Back in Reno, 79-year-old North Dakota resident Brian Beckson stands along an almost pedestrian-free Virginia Street.
"Reno is nice," he said. "This is the first time I have been here since 1962. I wouldn't come here in the winter. It gets cold and snowy."
Silver Legacy officials declined comment.
Both Indian gaming and the severity of the recession have contributed to the downturn in gaming in Washoe County, said Ellen Oppenheim, president of the Reno-Sparks Convention and Visitors Authority.
"People are staying closer to home and trimming their budget a little bit," said Oppenheim, whose organization recently laid off 16 employees. "Those who game may come here three or four times a year and also go to Indian casinos a couple of times. Ten years ago they didn't have the Indian casino option."
But Oppenheim said the convention authority's studies show only 15 percent of visitors come to the Re no area strictly because of gaming, but 90 percent end up playing in casinos. Visitor totals have declined "a little bit," but still approach 5 million a year, she added.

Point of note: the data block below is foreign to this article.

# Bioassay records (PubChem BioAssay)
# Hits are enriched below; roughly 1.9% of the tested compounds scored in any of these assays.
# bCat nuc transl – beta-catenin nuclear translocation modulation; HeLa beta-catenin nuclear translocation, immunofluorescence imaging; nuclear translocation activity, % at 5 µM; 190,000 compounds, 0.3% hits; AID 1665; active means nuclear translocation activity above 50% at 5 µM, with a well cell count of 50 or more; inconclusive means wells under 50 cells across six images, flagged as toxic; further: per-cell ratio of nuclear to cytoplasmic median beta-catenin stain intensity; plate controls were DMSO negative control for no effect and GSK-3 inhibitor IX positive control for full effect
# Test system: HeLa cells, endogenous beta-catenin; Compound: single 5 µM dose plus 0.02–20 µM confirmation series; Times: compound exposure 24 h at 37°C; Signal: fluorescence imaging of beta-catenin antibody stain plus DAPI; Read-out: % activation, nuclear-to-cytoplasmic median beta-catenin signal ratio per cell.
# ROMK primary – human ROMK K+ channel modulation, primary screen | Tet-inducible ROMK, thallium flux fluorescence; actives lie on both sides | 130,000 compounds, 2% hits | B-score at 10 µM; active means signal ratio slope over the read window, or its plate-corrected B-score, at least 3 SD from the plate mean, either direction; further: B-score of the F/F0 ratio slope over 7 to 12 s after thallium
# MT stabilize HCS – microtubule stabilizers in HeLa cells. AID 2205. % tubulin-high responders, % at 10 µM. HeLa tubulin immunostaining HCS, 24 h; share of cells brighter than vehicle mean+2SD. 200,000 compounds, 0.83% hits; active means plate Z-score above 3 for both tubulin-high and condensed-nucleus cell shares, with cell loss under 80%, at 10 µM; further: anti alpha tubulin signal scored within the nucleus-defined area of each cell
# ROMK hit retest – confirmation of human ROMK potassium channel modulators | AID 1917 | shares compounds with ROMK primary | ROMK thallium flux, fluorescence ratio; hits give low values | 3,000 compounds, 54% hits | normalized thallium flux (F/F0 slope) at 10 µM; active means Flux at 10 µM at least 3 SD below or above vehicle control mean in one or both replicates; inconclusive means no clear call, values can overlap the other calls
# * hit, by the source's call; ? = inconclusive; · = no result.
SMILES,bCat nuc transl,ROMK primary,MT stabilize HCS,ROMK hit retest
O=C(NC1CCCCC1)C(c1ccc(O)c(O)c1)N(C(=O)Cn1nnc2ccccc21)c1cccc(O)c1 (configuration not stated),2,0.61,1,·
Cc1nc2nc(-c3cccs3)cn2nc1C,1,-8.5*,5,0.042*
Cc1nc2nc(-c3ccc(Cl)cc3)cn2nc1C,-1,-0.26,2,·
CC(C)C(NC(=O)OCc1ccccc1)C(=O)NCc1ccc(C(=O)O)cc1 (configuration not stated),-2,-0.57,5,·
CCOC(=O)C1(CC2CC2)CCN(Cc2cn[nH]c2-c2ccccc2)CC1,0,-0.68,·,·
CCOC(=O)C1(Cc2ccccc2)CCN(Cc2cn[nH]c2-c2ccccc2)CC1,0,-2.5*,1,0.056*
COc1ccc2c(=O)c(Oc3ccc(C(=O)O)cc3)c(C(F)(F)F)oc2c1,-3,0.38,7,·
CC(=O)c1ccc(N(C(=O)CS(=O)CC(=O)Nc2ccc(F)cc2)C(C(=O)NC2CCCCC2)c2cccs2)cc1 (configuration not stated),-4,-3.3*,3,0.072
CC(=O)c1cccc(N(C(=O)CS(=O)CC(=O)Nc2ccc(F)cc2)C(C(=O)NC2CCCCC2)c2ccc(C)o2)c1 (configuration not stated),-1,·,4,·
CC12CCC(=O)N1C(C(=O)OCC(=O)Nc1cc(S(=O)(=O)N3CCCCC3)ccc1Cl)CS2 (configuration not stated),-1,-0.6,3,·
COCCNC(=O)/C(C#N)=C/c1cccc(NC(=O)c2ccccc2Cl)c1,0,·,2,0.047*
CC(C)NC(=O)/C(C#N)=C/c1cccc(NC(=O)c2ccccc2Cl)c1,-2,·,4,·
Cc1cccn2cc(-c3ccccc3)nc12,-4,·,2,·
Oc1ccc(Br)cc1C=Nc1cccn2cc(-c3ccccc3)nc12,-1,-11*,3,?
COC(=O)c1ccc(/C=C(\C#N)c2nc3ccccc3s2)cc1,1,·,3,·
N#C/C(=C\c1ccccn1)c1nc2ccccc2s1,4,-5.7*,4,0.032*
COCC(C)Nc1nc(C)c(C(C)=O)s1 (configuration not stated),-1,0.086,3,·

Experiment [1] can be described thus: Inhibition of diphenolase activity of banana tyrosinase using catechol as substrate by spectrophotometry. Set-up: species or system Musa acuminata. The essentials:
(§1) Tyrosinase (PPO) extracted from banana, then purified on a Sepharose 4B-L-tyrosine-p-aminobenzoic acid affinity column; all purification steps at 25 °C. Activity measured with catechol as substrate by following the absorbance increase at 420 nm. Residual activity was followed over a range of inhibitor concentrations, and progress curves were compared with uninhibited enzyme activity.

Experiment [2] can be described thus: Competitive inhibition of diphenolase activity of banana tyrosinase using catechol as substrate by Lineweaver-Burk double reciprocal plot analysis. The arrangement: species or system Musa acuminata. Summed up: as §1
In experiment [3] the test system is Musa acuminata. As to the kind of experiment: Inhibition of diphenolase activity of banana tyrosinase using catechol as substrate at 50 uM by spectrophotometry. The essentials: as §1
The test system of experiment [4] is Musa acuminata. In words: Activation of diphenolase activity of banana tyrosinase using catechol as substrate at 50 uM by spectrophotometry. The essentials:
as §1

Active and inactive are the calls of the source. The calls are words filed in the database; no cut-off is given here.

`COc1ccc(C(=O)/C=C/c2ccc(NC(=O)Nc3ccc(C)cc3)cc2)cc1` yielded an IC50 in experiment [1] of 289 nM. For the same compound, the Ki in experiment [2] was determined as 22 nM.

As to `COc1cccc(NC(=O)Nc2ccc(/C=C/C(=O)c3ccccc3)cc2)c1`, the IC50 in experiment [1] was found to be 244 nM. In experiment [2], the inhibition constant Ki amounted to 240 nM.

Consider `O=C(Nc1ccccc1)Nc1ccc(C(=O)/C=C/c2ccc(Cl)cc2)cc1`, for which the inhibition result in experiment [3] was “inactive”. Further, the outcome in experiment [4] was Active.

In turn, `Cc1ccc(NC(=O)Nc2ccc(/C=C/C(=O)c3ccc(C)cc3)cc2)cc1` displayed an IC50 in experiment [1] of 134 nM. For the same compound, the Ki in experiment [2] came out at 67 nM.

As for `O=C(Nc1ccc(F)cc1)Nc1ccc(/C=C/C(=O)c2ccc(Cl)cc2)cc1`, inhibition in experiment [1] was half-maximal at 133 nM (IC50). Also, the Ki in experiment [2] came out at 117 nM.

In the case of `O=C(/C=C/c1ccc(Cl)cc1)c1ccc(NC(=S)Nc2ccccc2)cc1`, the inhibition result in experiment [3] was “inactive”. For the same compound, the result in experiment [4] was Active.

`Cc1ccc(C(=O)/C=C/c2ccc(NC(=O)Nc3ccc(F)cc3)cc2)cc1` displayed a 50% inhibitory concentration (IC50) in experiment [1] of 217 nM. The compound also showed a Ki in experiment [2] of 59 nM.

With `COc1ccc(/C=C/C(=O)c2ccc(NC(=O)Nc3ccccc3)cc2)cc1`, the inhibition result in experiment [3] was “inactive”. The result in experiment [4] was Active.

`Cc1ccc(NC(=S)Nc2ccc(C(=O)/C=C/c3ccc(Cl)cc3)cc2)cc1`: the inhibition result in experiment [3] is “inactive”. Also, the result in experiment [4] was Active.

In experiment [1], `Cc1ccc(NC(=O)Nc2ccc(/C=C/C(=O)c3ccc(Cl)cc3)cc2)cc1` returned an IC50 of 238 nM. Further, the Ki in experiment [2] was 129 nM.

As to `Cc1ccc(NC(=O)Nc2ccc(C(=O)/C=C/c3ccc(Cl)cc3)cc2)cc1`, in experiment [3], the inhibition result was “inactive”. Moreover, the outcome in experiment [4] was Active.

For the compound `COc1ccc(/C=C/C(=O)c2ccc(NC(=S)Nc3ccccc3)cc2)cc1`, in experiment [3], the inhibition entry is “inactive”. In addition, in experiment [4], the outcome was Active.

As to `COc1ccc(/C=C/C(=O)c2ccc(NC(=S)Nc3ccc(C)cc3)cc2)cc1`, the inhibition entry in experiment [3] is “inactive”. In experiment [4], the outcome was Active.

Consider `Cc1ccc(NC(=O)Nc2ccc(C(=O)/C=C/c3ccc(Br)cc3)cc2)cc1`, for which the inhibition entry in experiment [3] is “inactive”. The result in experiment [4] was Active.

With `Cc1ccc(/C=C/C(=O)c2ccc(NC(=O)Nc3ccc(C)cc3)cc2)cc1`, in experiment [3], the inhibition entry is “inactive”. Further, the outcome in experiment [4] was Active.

Gaming no longer is the "first hook" the convention authority uses to promote the area to visitors, she said. Instead the agency emphasizes special events, the area's scenic beauty, and 18 nearby world-class ski resorts.
During the fiscal year ended June 30, Washoe County casinos won $997 million, the first time in 11 years that the area's gaming revenue dropped below $1 billion. Gaming revenue continues to fall in the county, dropping 205 percent in September. Revenues are down 9 percent overall since the fiscal year's start.
The casinos in Douglas County along Lake Tahoe's south shore won $320 million, $25 million less than in 1990.
Reno's last new casino, the Silver Legacy, opened in 1995, although there since has been major expansion at the Peppermill and Atlantis.
Fitzgeralds had planned to lay off 475 employees in closing its downtown Reno casino in November.
In contrast, gaming has made the Auburn United Indian Community tribe, owners of Thunder Valley, richer than anyone could have dreamed five years ago.
Tribal spokesman Doug Elmets and the Indians won't release information on the casino's profits or the per capita shares distributed to the tribe's 255 members, of which five work at Thunder Valley.